The U.S. Department of Justice (DoJ) has charged two men with fraud for orchestrating a $1.3 million rug pull involving non-fungible tokens (NFTs). The two sold close to 9,000 NFTs, known as Frosties and within hours, vanished with the investors’ ETH.
Ethan Nguyen and Andre Llacuna launched Frosties in January 2021, and it got off to a great start, attracting thousands of investors the world over. The collection featured very colorful ice-cream-scoop characters with quirky outfits. Each Frosties NFT went for an average floor price of 0.04 ETH, and with 8,888 NFTs sold, the two managed to raise $1.3 million from investors, authorities said.
Nguyen and Llacuna reportedly lured investors with promises of extra quirks once they bought the NFTs, including giveaways, early access to a metaverse game they claimed to be working on, and exclusive mint passes to upcoming Frosties seasons.
However, on January 9, the two, who had disguised their names and identities to the buyers of the NFTs, reportedly vanished with the funds and deactivated the Frosties NFTs website. To obfuscate the path of the stolen funds, the suspects allegedly sent them to several different wallets under their control.
As the DoJ revealed, when authorities arrested the two, they were already at advanced stages of a second NFT project, this time named Embers. Based on similarities to the Frosties NFT project, Embers is believed to be yet another fraud scheme that was expected to launch on or around March 26 to target more unsuspecting investors.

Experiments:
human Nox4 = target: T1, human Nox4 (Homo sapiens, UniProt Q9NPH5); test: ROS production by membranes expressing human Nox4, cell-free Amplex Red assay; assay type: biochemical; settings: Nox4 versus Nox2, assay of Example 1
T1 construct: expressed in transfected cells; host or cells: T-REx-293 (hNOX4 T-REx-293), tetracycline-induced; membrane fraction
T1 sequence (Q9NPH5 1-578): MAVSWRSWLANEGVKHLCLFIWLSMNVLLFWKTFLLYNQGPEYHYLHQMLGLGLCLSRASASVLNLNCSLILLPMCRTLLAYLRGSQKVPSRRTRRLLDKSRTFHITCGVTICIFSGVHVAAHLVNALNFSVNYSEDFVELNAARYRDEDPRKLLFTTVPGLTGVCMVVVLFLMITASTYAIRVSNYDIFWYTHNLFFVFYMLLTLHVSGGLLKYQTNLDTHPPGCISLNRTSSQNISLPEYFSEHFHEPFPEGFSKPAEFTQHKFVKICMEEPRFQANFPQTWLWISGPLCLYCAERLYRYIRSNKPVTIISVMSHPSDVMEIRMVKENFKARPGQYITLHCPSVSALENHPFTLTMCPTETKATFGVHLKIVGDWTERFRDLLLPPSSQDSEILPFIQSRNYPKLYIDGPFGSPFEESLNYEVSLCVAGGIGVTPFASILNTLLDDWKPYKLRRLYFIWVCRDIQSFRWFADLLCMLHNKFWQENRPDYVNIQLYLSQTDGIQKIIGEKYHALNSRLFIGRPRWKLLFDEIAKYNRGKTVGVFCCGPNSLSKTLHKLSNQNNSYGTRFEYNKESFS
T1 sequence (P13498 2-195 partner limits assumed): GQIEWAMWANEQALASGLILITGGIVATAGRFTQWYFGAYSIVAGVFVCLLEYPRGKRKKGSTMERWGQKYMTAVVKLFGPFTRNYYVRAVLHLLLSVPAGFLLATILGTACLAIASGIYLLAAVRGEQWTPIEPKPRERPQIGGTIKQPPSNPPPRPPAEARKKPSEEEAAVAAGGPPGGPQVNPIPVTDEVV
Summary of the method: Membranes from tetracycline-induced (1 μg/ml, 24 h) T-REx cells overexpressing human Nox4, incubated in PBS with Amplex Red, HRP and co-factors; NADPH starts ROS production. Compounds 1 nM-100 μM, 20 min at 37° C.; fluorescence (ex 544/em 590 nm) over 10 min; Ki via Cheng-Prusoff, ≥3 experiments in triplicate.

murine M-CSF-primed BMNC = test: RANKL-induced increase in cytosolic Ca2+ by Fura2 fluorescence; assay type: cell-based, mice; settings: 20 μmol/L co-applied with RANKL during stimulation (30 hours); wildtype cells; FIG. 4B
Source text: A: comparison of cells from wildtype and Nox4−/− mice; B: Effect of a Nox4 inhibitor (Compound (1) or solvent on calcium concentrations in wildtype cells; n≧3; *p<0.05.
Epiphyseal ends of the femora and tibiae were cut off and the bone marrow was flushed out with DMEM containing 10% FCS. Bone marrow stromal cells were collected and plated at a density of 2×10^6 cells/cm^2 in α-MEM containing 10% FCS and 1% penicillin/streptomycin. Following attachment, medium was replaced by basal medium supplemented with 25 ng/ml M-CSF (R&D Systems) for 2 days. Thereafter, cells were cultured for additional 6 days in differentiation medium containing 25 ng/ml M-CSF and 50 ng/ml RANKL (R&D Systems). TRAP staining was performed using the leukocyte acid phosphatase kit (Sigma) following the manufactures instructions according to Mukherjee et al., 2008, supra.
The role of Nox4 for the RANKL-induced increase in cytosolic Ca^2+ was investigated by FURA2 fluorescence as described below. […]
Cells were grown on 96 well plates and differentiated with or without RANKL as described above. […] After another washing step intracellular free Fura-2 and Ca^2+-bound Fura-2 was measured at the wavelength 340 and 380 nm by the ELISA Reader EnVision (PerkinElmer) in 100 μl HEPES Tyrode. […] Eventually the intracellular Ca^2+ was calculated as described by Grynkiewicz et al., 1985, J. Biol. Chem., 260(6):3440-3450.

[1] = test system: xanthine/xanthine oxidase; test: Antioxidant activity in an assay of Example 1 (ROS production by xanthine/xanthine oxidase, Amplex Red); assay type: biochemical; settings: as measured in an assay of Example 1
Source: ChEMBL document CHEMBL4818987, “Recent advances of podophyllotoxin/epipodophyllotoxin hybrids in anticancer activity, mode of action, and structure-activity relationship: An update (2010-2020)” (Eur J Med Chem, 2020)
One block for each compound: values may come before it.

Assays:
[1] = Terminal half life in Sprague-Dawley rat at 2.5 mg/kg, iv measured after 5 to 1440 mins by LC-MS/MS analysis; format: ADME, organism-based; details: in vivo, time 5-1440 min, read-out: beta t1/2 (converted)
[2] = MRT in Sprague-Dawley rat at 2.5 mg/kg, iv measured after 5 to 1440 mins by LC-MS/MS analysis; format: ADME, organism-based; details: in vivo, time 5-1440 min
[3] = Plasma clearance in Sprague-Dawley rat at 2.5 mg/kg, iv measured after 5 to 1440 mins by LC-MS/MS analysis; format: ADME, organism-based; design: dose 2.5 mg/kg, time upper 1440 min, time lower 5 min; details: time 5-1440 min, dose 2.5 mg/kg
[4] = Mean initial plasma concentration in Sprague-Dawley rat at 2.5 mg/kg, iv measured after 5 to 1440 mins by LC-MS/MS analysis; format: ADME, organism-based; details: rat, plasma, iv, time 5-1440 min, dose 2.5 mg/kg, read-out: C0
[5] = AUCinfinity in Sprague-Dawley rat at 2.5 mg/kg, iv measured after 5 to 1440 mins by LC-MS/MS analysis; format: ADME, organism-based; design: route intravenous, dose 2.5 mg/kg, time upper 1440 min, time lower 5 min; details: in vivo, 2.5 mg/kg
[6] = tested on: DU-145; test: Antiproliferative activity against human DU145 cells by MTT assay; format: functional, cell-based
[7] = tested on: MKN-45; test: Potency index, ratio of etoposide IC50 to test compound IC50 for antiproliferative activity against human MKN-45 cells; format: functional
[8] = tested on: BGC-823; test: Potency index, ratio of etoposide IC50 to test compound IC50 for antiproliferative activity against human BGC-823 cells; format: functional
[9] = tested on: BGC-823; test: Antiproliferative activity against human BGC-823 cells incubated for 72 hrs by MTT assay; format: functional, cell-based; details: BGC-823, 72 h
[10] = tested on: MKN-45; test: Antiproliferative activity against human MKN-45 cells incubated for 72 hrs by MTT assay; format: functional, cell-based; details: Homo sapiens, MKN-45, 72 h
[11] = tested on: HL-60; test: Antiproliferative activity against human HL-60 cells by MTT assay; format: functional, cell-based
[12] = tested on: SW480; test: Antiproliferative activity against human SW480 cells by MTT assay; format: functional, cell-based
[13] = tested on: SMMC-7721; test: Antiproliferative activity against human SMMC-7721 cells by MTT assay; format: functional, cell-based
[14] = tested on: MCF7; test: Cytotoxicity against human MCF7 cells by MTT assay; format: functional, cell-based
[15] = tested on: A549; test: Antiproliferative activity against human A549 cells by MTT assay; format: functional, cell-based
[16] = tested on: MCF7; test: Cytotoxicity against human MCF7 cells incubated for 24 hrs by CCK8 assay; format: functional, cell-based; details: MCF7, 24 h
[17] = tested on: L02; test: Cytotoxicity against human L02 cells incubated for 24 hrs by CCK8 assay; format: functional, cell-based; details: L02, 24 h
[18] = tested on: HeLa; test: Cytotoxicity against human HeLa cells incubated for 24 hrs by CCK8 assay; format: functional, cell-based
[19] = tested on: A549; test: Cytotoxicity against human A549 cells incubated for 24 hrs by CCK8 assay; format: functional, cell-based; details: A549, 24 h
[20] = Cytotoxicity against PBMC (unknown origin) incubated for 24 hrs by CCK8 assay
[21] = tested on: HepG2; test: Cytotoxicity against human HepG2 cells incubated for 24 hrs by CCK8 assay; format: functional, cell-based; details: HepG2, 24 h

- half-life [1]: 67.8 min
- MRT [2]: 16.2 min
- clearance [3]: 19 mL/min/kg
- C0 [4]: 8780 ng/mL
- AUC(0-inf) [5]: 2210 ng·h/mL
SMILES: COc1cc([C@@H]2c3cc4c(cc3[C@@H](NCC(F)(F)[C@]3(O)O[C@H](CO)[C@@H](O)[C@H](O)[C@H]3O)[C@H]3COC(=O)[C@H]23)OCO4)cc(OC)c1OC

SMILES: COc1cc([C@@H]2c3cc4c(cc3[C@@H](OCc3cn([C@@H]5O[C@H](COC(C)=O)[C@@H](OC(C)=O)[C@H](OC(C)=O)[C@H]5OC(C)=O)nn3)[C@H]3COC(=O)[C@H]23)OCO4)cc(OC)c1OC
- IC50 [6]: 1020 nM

Some of the victims revealed that they took to Frosties as they were different from most NFTs.
“I really like the art style. They looked really cute on the website. Frosties had a feeling that people would buy that, you know,” Joshua Christian, a 20-year-old from Huddersfield, England, who spent $1,000 on the NFT collection, told one outlet.
“Where there is money to be made, fraudsters will look for ways to steal it. As we allege, Mr. Nguyen and Mr. Llacuna promised investors the benefits of the Frosties NFTs, but when it sold out, they pulled the rug out from under the victims, almost immediately shutting down the website and transferring the money,” U.S. attorney Damian Williams commented.
USPIS Inspector-in-Charge Daniel B. Brubaker called on investors to be cautious when investing in NFTs, stating, “These assets may seem like a good deal or a way to become wealthy, but in many cases, as in this situation, only lead to the loss of your money.”
The two suspects have been charged with one count each of wire fraud which carries a maximum sentence of 20 years in prison. They were also charged with one count each of committing money laundering, which has a similar sentence.
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